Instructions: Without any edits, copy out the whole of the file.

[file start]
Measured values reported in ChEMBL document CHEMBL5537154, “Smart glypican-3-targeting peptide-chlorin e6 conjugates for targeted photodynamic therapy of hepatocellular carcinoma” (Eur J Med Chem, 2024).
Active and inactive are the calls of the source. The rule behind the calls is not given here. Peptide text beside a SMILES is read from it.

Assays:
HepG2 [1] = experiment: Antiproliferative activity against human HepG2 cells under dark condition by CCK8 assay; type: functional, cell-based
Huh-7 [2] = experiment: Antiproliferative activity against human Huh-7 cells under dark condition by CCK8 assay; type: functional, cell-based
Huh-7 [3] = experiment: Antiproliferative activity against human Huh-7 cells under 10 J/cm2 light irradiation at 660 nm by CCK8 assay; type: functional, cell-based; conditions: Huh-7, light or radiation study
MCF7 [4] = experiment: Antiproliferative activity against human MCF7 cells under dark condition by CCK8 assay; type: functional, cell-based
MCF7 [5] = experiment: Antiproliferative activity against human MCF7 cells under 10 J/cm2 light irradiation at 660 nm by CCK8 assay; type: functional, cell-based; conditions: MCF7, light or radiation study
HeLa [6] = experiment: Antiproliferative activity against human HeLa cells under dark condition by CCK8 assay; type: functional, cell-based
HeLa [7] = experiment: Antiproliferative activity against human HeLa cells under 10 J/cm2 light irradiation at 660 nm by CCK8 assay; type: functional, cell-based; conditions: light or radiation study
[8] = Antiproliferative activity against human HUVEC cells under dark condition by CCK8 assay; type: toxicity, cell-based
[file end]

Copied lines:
Measured values reported in ChEMBL document CHEMBL5537154, “Smart glypican-3-targeting peptide-chlorin e6 conjugates for targeted photodynamic therapy of hepatocellular carcinoma” (Eur J Med Chem, 2024).
Active and inactive are the calls of the source. The rule behind the calls is not given here. Peptide text beside a SMILES is read from it.

Assays:
HepG2 [1] = experiment: Antiproliferative activity against human HepG2 cells under dark condition by CCK8 assay; type: functional, cell-based
Huh-7 [2] = experiment: Antiproliferative activity against human Huh-7 cells under dark condition by CCK8 assay; type: functional, cell-based
Huh-7 [3] = experiment: Antiproliferative activity against human Huh-7 cells under 10 J/cm2 light irradiation at 660 nm by CCK8 assay; type: functional, cell-based; conditions: Huh-7, light or radiation study
MCF7 [4] = experiment: Antiproliferative activity against human MCF7 cells under dark condition by CCK8 assay; type: functional, cell-based
MCF7 [5] = experiment: Antiproliferative activity against human MCF7 cells under 10 J/cm2 light irradiation at 660 nm by CCK8 assay; type: functional, cell-based; conditions: MCF7, light or radiation study
HeLa [6] = experiment: Antiproliferative activity against human HeLa cells under dark condition by CCK8 assay; type: functional, cell-based
HeLa [7] = experiment: Antiproliferative activity against human HeLa cells under 10 J/cm2 light irradiation at 660 nm by CCK8 assay; type: functional, cell-based; conditions: light or radiation study
[8] = Antiproliferative activity against human HUVEC cells under dark condition by CCK8 assay; type: toxicity, cell-based